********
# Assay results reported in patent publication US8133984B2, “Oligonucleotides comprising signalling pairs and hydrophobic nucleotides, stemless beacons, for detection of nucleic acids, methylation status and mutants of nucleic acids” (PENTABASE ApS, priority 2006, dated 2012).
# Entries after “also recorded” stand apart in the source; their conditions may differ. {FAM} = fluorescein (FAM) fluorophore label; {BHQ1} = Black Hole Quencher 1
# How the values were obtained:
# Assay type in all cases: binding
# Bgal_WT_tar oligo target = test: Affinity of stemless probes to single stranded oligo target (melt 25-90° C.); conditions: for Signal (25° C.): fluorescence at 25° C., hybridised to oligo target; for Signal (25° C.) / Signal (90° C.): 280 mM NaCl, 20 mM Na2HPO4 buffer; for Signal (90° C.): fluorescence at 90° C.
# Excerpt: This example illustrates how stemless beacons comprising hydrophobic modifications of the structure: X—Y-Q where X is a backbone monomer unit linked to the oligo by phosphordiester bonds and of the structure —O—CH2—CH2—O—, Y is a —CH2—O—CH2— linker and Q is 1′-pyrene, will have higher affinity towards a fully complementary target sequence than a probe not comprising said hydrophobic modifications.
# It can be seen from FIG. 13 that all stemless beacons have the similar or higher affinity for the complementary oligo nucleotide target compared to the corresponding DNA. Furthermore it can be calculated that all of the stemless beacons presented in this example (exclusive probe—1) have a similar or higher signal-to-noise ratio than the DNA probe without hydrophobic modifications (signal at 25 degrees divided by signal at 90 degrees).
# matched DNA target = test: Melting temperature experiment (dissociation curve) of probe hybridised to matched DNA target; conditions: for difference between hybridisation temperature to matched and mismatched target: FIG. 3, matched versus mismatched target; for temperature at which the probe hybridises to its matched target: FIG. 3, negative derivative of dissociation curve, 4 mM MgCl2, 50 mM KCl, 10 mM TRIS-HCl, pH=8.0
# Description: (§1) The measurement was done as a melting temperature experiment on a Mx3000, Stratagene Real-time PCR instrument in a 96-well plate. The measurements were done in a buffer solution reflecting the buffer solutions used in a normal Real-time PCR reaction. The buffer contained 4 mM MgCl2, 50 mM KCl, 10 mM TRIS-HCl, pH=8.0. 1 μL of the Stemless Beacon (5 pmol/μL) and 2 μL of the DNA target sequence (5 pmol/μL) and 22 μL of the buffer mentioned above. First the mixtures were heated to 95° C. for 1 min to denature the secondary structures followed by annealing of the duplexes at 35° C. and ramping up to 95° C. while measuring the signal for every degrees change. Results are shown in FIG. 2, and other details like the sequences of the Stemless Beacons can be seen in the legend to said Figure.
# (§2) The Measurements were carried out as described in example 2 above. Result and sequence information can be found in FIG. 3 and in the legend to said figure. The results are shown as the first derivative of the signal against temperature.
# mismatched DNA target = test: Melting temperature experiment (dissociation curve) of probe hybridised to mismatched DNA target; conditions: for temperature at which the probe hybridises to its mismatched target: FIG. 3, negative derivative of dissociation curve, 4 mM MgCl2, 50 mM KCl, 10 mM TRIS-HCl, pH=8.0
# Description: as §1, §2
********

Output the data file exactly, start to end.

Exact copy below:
# Assay results reported in patent publication US8133984B2, “Oligonucleotides comprising signalling pairs and hydrophobic nucleotides, stemless beacons, for detection of nucleic acids, methylation status and mutants of nucleic acids” (PENTABASE ApS, priority 2006, dated 2012).
# Entries after “also recorded” stand apart in the source; their conditions may differ. {FAM} = fluorescein (FAM) fluorophore label; {BHQ1} = Black Hole Quencher 1
# How the values were obtained:
# Assay type in all cases: binding
# Bgal_WT_tar oligo target = test: Affinity of stemless probes to single stranded oligo target (melt 25-90° C.); conditions: for Signal (25° C.): fluorescence at 25° C., hybridised to oligo target; for Signal (25° C.) / Signal (90° C.): 280 mM NaCl, 20 mM Na2HPO4 buffer; for Signal (90° C.): fluorescence at 90° C.
# Excerpt: This example illustrates how stemless beacons comprising hydrophobic modifications of the structure: X—Y-Q where X is a backbone monomer unit linked to the oligo by phosphordiester bonds and of the structure —O—CH2—CH2—O—, Y is a —CH2—O—CH2— linker and Q is 1′-pyrene, will have higher affinity towards a fully complementary target sequence than a probe not comprising said hydrophobic modifications.
# It can be seen from FIG. 13 that all stemless beacons have the similar or higher affinity for the complementary oligo nucleotide target compared to the corresponding DNA. Furthermore it can be calculated that all of the stemless beacons presented in this example (exclusive probe—1) have a similar or higher signal-to-noise ratio than the DNA probe without hydrophobic modifications (signal at 25 degrees divided by signal at 90 degrees).
# matched DNA target = test: Melting temperature experiment (dissociation curve) of probe hybridised to matched DNA target; conditions: for difference between hybridisation temperature to matched and mismatched target: FIG. 3, matched versus mismatched target; for temperature at which the probe hybridises to its matched target: FIG. 3, negative derivative of dissociation curve, 4 mM MgCl2, 50 mM KCl, 10 mM TRIS-HCl, pH=8.0
# Description: (§1) The measurement was done as a melting temperature experiment on a Mx3000, Stratagene Real-time PCR instrument in a 96-well plate. The measurements were done in a buffer solution reflecting the buffer solutions used in a normal Real-time PCR reaction. The buffer contained 4 mM MgCl2, 50 mM KCl, 10 mM TRIS-HCl, pH=8.0. 1 μL of the Stemless Beacon (5 pmol/μL) and 2 μL of the DNA target sequence (5 pmol/μL) and 22 μL of the buffer mentioned above. First the mixtures were heated to 95° C. for 1 min to denature the secondary structures followed by annealing of the duplexes at 35° C. and ramping up to 95° C. while measuring the signal for every degrees change. Results are shown in FIG. 2, and other details like the sequences of the Stemless Beacons can be seen in the legend to said Figure.
# (§2) The Measurements were carried out as described in example 2 above. Result and sequence information can be found in FIG. 3 and in the legend to said figure. The results are shown as the first derivative of the signal against temperature.
# mismatched DNA target = test: Melting temperature experiment (dissociation curve) of probe hybridised to mismatched DNA target; conditions: for temperature at which the probe hybridises to its mismatched target: FIG. 3, negative derivative of dissociation curve, 4 mM MgCl2, 50 mM KCl, 10 mM TRIS-HCl, pH=8.0
# Description: as §1, §2